Sarah Friar is the new CEO of Nextdoor, the world’s largest neighborhood network that enables truly local conversations online. On Nextdoor, neighbors create private online communities that help them build stronger and safer places to call home. Building connections in the real world is a universal human need. That truth, and the reality that neighborhoods are one of the most important and useful communities in our lives, have been a source of inspiration and a guiding principle for Nextdoor since it was founded in 2011. Today, neighbors rely on Nextdoor in more than 220,000 neighborhoods around the world in the United States, United Kingdom, France, Germany, the Netherlands, Italy, Spain, Australia, and many more to come!
Happy 2019! Looking out on a brand new year, complete with that wonderful clean slate feel, I wanted to say hello and re-welcome everyone to the neighborhood. Growing up in Northern Ireland, I was very aware of the importance of strong communities that crossed many divides, including religion. I’ve also lived in countries as far as Ghana, South Africa, and now the United States. What I’ve learned is that everyone cares about the community they live in, and stronger communities have significant bearing on health, wealth, and ultimately happiness.
Today, technology has connected billions of people, enabling quick and easy access to astonishing amounts of information. Despite these global connections, division and discord feels at a fever pitch with long-standing assumptions about our social fabric, universal values, and even the nature of truth and trust becoming frayed. Why?
In so many ways, these connections and this broad access are helpful. But, it naturally forces people to curate and organize the information they consume, in many cases reinforcing assumptions. This tends to spill over in our online and real world networks, and often groups us with increasingly like-minded people to create our own personal echo chamber. The less we prioritize the intentional building of relationships with people whose worldview is different than our own, the more we seem to experience tension and a lack of empathy towards the world around us.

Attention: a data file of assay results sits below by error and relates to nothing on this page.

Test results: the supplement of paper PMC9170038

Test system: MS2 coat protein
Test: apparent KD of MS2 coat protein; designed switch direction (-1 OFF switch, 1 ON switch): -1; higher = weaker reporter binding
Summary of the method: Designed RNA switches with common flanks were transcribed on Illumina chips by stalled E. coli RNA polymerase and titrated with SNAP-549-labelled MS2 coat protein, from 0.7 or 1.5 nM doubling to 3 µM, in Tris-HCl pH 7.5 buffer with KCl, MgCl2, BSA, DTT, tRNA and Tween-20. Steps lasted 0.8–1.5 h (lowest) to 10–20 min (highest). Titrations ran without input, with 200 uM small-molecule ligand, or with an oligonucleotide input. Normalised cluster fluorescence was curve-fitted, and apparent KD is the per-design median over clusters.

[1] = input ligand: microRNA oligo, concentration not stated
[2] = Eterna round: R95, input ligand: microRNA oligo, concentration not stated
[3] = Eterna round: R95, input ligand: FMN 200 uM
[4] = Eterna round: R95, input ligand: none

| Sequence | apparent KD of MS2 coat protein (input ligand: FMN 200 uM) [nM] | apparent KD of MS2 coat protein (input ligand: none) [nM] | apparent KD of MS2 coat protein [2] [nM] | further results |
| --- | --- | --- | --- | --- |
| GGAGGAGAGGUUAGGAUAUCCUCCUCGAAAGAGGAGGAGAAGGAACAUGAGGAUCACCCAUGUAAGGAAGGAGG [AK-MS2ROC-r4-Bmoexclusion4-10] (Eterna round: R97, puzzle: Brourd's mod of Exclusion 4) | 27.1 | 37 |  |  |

As part of the Nextdoor team, I am privileged to have a front row seat to a different movement. Across the world, there is a universal yearning for the connectedness of proximity. Neighbors everywhere still love and care about belonging to a tangible, real place. In fact, neighbor is defined as “one’s fellow human being” or “a person who shows kindliness or helpfulness toward his or her fellow humans”, underscoring that proximity transcends just finding like-minded people. While neighborhoods of today often look different in terms of their racial, cultural, and socioeconomic makeup, neighbors still clearly understand what makes a block, a street, a village… a good place to live.
Nextdoor has become a place where neighbors can naturally come together to help make their local communities better. The relationships sparked on Nextdoor connect millions of people back to the original social network – their neighborhood.
What makes Nextdoor unique?
You could say Nextdoor “shrinks the internet,” making it truly local. Most of what we do online every day connects us to things in spite of distance. Nextdoor is gloriously swimming upstream, obsessed with being local. Relevant local conversations, organizations, and businesses catalyze neighbors to engage in real world interactions, and build stronger trusted communities together.
The data all around us is overwhelming. Countless studies show that wellbeing is higher among people who have regular contact with their neighbors. We need no convincing that this is a reality. We see it all the time on Nextdoor.
As we start out on our 2019 journey, we want to re-emphasize that we are here to serve you. As our membership surges to include millions and millions more neighbors across the world, we maintain our commitment to empowering local interactions for our members. Our product features and offerings must evolve and appeal to an increasingly diverse array of members, partners, and businesses, and immediately provide tangible value in connecting all of these stakeholders with their community. We’ll always have more work to do, and of course we’ll get it wrong sometimes – bear with us and help us improve.
Local. Local. Local. This is what makes Nextdoor useful, makes us unique, and represents our shared opportunity with all of you. Let’s make 2019 a year to discover what we have in common with neighbors, so that we might see past our differences. Start small, commit to connecting with one neighbor today. It’s these connections that make us collectively powerful, building stronger and safer communities.
Sarah Friar and the Nextdoor Team